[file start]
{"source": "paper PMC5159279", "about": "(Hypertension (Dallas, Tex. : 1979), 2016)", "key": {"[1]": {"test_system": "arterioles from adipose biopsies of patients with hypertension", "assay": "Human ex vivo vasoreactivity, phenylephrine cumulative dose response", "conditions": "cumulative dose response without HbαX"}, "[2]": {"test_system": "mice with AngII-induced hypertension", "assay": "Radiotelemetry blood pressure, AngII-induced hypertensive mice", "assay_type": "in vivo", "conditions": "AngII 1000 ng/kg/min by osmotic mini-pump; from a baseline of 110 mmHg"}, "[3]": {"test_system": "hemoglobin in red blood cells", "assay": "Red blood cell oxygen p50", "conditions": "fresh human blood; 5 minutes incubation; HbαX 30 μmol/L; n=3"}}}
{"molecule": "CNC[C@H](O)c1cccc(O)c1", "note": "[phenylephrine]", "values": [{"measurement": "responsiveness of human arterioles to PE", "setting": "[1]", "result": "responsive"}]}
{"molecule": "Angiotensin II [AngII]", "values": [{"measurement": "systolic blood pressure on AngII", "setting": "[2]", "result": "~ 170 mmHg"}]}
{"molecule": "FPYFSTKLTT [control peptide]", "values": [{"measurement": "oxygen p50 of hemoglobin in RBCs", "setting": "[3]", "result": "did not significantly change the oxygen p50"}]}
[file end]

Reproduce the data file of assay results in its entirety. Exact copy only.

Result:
{"source": "paper PMC5159279", "about": "(Hypertension (Dallas, Tex. : 1979), 2016)", "key": {"[1]": {"test_system": "arterioles from adipose biopsies of patients with hypertension", "assay": "Human ex vivo vasoreactivity, phenylephrine cumulative dose response", "conditions": "cumulative dose response without HbαX"}, "[2]": {"test_system": "mice with AngII-induced hypertension", "assay": "Radiotelemetry blood pressure, AngII-induced hypertensive mice", "assay_type": "in vivo", "conditions": "AngII 1000 ng/kg/min by osmotic mini-pump; from a baseline of 110 mmHg"}, "[3]": {"test_system": "hemoglobin in red blood cells", "assay": "Red blood cell oxygen p50", "conditions": "fresh human blood; 5 minutes incubation; HbαX 30 μmol/L; n=3"}}}
{"molecule": "CNC[C@H](O)c1cccc(O)c1", "note": "[phenylephrine]", "values": [{"measurement": "responsiveness of human arterioles to PE", "setting": "[1]", "result": "responsive"}]}
{"molecule": "Angiotensin II [AngII]", "values": [{"measurement": "systolic blood pressure on AngII", "setting": "[2]", "result": "~ 170 mmHg"}]}
{"molecule": "FPYFSTKLTT [control peptide]", "values": [{"measurement": "oxygen p50 of hemoglobin in RBCs", "setting": "[3]", "result": "did not significantly change the oxygen p50"}]}